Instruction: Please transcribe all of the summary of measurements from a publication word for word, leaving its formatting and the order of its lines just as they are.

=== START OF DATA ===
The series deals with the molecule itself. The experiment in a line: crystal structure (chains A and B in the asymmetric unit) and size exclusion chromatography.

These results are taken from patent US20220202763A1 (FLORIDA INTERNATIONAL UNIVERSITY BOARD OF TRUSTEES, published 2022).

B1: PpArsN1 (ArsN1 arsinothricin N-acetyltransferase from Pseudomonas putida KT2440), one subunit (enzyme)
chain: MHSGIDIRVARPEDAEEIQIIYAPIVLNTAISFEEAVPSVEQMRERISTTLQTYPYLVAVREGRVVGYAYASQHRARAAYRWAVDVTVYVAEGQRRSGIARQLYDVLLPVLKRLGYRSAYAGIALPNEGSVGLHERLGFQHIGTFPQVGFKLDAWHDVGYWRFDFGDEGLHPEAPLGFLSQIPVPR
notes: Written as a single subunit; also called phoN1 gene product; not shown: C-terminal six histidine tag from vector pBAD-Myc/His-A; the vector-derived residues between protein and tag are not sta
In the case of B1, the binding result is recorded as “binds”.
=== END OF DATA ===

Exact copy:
The series deals with the molecule itself. The experiment in a line: crystal structure (chains A and B in the asymmetric unit) and size exclusion chromatography.

These results are taken from patent US20220202763A1 (FLORIDA INTERNATIONAL UNIVERSITY BOARD OF TRUSTEES, published 2022).

B1: PpArsN1 (ArsN1 arsinothricin N-acetyltransferase from Pseudomonas putida KT2440), one subunit (enzyme)
chain: MHSGIDIRVARPEDAEEIQIIYAPIVLNTAISFEEAVPSVEQMRERISTTLQTYPYLVAVREGRVVGYAYASQHRARAAYRWAVDVTVYVAEGQRRSGIARQLYDVLLPVLKRLGYRSAYAGIALPNEGSVGLHERLGFQHIGTFPQVGFKLDAWHDVGYWRFDFGDEGLHPEAPLGFLSQIPVPR
notes: Written as a single subunit; also called phoN1 gene product; not shown: C-terminal six histidine tag from vector pBAD-Myc/His-A; the vector-derived residues between protein and tag are not sta
In the case of B1, the binding result is recorded as “binds”.